That Eli Roth's cannibal film The Green Inferno played as a trailer to Chef appeared to be a good omen, but Jon Favreau's foodie film, of which he serves as writer, director, and star, is a chain restaurant movie — serving up fare that is reliable, if not spectacular.
The story revolves around Carl Casper, a chef anointed the biggest thing going in the L.A. food scene, but that was 10 years ago, and where Casper sees beauty in the greens of a bundle of beets, his boss, Riva (Dustin Hoffman), sees it in the greens of a bundle of money brought in by customers who've been coming back for the same decade-old menu.
A visit by an important critic finds Casper and Riva at odds. Casper wants to try something new and exciting, Riva wants to play it safe by serving the same old scallops and lava cake. The chef gets slammed by the critic, and what follows is a violent confrontation (one that is filmed and goes viral) that leaves Casper without a job and doubtful about his future. Thrown in the mix is the relationship Casper has with his 10-year-old son, who yearns to spend more time with his dad.
As a food film, Chef never reaches the heights of 1994's Eat Drink Man Woman, but it does capture the giddiness as seen in 2009's Julie & Julia of creating and sharing a meal so fine that the mood is electric. And, if the film doesn't quite make you want to be a chef, it will certainly make you want a sandwich.
It's clear that Favreau did his homework. It's seen in such foodie flourishes as the Lucky Peach magazine in Casper's apartment and the appearance of culinary stars like Aaron Franklin of Austin's Franklin Barbecue and Roy Choi of the Kogi BBQ Taco Truck in L.A. At one point, Chef becomes a road-trip movie, with Casper, his right-man, and Casper's son driving across the country, from Miami to L.A., in a food truck. The trip serves as a primer for Casper's son — Cuban sandwiches in Miami, beignets and muffulettas in New Orleans, and Texas barbecue in Austin. (Interestingly, there is apparently nothing noteworthy foodwise between Texas and California.)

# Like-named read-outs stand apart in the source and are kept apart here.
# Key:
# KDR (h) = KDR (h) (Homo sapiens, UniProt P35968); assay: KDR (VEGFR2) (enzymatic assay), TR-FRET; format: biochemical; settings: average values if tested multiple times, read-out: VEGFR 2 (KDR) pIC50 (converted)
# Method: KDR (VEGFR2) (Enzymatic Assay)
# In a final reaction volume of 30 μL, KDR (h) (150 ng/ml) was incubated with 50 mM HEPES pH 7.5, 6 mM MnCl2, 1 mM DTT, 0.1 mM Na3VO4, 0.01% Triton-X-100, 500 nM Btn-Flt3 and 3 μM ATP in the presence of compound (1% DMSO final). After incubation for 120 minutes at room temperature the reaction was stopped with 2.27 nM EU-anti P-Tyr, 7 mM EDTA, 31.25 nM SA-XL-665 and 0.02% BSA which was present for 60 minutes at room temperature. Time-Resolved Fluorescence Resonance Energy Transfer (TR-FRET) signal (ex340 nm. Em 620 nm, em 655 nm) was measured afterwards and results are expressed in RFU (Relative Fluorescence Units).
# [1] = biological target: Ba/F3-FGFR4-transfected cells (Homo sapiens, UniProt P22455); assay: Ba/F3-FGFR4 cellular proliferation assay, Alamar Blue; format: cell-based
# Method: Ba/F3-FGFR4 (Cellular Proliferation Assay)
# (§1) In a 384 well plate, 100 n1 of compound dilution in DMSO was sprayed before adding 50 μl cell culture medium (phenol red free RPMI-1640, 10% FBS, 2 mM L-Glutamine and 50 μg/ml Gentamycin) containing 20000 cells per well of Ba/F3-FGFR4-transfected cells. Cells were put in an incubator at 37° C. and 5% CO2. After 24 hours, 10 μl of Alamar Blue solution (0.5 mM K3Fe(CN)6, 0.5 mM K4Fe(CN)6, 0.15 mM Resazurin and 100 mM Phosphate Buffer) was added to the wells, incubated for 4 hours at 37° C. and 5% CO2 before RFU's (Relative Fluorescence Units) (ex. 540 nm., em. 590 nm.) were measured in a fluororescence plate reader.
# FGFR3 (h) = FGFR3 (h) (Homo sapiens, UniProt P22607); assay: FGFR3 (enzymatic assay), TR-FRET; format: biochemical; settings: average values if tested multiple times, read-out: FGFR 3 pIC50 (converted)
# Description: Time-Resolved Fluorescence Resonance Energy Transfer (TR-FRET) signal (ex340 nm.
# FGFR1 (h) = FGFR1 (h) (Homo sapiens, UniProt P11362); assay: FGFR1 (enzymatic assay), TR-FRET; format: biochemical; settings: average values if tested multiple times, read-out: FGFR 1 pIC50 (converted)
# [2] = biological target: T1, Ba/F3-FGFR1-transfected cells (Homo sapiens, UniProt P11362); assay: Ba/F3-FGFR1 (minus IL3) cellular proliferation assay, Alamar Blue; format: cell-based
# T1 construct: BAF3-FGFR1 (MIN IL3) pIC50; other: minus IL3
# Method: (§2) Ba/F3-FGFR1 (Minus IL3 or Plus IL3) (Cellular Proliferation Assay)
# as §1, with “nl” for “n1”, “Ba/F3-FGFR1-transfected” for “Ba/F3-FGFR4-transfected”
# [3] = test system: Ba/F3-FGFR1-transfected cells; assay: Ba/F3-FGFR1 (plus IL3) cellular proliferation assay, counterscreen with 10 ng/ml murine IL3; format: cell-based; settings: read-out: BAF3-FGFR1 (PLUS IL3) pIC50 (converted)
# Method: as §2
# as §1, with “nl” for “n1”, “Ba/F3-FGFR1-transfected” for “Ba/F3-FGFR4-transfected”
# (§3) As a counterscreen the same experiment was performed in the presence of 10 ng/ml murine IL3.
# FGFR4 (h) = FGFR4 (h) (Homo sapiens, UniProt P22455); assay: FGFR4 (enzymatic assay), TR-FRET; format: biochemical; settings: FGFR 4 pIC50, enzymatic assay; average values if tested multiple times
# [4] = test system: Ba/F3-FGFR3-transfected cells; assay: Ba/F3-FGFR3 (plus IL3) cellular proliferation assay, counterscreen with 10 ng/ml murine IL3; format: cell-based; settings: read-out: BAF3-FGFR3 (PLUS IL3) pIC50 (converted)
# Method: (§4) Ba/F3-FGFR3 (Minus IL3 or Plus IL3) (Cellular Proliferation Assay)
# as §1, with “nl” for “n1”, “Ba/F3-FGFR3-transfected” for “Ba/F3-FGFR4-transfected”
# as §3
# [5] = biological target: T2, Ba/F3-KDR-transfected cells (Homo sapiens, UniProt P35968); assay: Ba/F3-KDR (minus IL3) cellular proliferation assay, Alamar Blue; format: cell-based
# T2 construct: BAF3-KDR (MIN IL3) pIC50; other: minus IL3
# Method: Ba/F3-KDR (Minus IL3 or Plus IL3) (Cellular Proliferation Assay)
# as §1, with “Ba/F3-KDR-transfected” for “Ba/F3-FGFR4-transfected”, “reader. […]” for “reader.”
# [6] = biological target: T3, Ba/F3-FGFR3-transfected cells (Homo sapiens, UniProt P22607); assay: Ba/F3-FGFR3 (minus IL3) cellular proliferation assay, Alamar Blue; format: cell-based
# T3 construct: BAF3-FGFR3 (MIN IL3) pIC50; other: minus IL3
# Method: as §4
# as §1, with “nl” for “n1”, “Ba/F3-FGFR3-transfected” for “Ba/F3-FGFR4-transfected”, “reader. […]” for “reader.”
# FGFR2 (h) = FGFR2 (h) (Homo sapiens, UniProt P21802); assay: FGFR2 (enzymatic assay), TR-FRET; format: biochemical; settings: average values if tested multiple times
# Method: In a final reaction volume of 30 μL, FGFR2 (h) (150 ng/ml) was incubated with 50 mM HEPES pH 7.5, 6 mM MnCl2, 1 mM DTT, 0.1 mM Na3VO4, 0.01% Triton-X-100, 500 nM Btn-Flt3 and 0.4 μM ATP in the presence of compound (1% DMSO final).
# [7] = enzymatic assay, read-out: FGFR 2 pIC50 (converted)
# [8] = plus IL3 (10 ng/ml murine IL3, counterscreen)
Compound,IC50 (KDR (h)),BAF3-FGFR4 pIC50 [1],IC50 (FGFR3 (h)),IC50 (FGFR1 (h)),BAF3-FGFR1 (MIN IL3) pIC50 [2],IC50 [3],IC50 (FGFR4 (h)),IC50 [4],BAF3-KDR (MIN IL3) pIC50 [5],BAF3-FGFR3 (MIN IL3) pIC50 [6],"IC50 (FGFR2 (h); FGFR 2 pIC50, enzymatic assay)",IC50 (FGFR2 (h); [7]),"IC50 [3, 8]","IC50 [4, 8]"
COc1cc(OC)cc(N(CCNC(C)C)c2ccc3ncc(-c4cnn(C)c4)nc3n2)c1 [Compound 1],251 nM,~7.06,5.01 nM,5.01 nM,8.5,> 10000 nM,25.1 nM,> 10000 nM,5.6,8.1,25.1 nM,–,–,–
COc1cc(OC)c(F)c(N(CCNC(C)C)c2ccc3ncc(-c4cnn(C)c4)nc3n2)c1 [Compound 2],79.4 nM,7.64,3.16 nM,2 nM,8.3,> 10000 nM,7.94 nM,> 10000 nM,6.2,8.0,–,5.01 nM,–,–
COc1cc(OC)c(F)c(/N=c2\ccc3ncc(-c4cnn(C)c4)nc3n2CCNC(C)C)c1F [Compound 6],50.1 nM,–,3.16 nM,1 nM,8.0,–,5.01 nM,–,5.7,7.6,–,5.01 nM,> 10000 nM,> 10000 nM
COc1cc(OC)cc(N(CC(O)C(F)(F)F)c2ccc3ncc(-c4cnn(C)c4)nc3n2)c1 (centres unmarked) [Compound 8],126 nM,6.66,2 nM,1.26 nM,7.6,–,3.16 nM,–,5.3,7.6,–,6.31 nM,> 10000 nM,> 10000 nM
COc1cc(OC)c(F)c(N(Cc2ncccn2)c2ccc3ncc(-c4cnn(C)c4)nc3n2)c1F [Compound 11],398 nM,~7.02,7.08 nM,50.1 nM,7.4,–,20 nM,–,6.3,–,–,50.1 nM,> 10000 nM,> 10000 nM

The film is well served by its supporting cast. Scarlett Johansson is Casper's sympathetic and (duh) sexy sounding board, while John Leguizamo adds humor and energy as Casper's sous chef. There's a cameo by Amy Sedaris as well, stirring up memories of the fantastic Jerri Blank as the too-tan, not-hearing-a-word publicist. The film's biggest laughs, however, go to the brief though wonderfully weird and awkward scene with Robert Downey Jr. playing the ex-husband of Casper's ex-wife.
It's ironic, then, that another of these supporting roles points directly to the chief weakness of Chef. Hoffman, as the nervous restaurant owner, does not want to try anything that stretches the imagination. And while Favreau's character fights the static, Favreau as a writer and director does not push the boundaries. There are at least three musical interludes (two too many), and the ending, while pleasing, is about as pat as they come. Ultimately, Chef feeds you just enough to be satisfied.